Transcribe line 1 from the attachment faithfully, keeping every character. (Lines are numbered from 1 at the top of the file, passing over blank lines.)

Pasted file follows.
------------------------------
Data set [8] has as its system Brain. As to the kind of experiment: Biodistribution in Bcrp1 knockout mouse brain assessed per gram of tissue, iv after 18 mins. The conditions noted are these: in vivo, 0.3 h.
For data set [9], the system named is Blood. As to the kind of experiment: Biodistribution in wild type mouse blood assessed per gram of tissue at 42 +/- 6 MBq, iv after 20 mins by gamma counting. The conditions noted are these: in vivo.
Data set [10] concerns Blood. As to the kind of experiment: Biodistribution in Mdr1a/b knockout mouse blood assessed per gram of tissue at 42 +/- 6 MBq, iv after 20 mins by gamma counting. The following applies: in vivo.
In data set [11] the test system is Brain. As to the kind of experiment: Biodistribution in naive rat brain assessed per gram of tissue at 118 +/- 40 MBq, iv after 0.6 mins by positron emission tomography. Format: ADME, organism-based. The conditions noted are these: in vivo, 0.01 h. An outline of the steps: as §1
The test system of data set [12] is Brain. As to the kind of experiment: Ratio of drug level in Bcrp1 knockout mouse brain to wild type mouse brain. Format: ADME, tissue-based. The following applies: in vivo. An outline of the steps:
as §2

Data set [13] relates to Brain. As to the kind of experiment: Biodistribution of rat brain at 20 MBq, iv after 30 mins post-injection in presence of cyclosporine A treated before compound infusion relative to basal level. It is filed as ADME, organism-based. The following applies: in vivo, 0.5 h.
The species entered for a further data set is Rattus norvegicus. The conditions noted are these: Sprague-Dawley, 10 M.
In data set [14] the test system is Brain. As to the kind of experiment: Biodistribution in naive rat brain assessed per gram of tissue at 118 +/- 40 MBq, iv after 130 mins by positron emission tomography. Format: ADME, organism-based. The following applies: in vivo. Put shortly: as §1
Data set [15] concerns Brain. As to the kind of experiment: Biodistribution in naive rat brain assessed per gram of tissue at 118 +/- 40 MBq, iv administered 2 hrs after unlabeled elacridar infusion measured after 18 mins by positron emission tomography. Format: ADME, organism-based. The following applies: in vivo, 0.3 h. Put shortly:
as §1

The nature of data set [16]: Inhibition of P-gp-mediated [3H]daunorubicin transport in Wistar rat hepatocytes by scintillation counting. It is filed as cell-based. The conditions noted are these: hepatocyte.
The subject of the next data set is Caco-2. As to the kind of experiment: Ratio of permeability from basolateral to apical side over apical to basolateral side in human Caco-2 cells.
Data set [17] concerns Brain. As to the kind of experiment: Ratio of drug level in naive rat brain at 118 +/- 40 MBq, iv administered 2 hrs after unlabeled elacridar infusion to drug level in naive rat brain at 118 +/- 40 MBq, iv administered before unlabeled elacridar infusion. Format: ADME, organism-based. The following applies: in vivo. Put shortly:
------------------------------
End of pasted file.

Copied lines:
Data set [8] has as its system Brain. As to the kind of experiment: Biodistribution in Bcrp1 knockout mouse brain assessed per gram of tissue, iv after 18 mins. The conditions noted are these: in vivo, 0.3 h.